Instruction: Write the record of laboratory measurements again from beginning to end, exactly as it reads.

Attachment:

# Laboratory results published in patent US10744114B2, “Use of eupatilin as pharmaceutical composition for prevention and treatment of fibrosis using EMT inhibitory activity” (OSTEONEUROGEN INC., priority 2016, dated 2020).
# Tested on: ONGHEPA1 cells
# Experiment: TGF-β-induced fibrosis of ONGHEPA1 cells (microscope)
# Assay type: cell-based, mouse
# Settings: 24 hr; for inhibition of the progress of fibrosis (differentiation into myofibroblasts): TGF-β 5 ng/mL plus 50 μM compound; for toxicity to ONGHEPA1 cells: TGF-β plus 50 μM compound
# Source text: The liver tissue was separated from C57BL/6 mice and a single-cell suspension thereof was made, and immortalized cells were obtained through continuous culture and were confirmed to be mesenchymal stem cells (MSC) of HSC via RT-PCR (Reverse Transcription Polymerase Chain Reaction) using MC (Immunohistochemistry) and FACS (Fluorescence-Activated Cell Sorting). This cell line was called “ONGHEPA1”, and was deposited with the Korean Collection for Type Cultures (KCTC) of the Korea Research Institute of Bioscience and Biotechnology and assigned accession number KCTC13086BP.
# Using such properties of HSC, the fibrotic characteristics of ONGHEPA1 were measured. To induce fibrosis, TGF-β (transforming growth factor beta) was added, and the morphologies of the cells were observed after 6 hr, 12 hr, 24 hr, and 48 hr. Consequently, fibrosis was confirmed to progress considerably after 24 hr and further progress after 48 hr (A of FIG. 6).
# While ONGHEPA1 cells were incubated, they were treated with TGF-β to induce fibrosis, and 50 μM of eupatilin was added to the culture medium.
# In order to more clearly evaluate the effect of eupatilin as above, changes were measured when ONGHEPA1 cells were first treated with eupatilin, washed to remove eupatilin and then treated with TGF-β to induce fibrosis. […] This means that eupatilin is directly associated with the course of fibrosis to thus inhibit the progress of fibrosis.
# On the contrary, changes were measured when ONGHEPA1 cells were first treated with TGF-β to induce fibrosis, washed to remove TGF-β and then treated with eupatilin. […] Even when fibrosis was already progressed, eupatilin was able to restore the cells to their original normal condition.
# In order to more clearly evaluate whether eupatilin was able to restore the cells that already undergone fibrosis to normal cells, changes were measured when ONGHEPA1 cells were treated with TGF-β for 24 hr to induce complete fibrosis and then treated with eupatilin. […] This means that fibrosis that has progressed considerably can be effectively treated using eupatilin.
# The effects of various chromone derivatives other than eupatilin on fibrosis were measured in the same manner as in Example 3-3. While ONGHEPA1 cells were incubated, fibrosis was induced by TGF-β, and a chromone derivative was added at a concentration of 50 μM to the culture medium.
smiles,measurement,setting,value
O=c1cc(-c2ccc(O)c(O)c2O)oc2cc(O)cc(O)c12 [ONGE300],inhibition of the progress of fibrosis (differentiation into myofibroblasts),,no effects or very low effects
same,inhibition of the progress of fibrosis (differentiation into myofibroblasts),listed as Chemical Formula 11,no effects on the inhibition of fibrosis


# Laboratory results published in patent US10744114B2, “Use of eupatilin as pharmaceutical composition for prevention and treatment of fibrosis using EMT inhibitory activity” (OSTEONEUROGEN INC., priority 2016, dated 2020).
# Tested on: ONGHEPA1 cells
# Experiment: TGF-β-induced fibrosis of ONGHEPA1 cells (microscope)
# Assay type: cell-based, mouse
# Settings: 24 hr; for inhibition of the progress of fibrosis (differentiation into myofibroblasts): TGF-β 5 ng/mL plus 50 μM compound; for toxicity to ONGHEPA1 cells: TGF-β plus 50 μM compound
# Source text: The liver tissue was separated from C57BL/6 mice and a single-cell suspension thereof was made, and immortalized cells were obtained through continuous culture and were confirmed to be mesenchymal stem cells (MSC) of HSC via RT-PCR (Reverse Transcription Polymerase Chain Reaction) using MC (Immunohistochemistry) and FACS (Fluorescence-Activated Cell Sorting). This cell line was called “ONGHEPA1”, and was deposited with the Korean Collection for Type Cultures (KCTC) of the Korea Research Institute of Bioscience and Biotechnology and assigned accession number KCTC13086BP.
# Using such properties of HSC, the fibrotic characteristics of ONGHEPA1 were measured. To induce fibrosis, TGF-β (transforming growth factor beta) was added, and the morphologies of the cells were observed after 6 hr, 12 hr, 24 hr, and 48 hr. Consequently, fibrosis was confirmed to progress considerably after 24 hr and further progress after 48 hr (A of FIG. 6).
# While ONGHEPA1 cells were incubated, they were treated with TGF-β to induce fibrosis, and 50 μM of eupatilin was added to the culture medium.
# In order to more clearly evaluate the effect of eupatilin as above, changes were measured when ONGHEPA1 cells were first treated with eupatilin, washed to remove eupatilin and then treated with TGF-β to induce fibrosis. […] This means that eupatilin is directly associated with the course of fibrosis to thus inhibit the progress of fibrosis.
# On the contrary, changes were measured when ONGHEPA1 cells were first treated with TGF-β to induce fibrosis, washed to remove TGF-β and then treated with eupatilin. […] Even when fibrosis was already progressed, eupatilin was able to restore the cells to their original normal condition.
# In order to more clearly evaluate whether eupatilin was able to restore the cells that already undergone fibrosis to normal cells, changes were measured when ONGHEPA1 cells were treated with TGF-β for 24 hr to induce complete fibrosis and then treated with eupatilin. […] This means that fibrosis that has progressed considerably can be effectively treated using eupatilin.
# The effects of various chromone derivatives other than eupatilin on fibrosis were measured in the same manner as in Example 3-3. While ONGHEPA1 cells were incubated, fibrosis was induced by TGF-β, and a chromone derivative was added at a concentration of 50 μM to the culture medium.
smiles,measurement,setting,value
O=c1cc(-c2ccc(O)c(O)c2O)oc2cc(O)cc(O)c12 [ONGE300],inhibition of the progress of fibrosis (differentiation into myofibroblasts),,no effects or very low effects
same,inhibition of the progress of fibrosis (differentiation into myofibroblasts),listed as Chemical Formula 11,no effects on the inhibition of fibrosis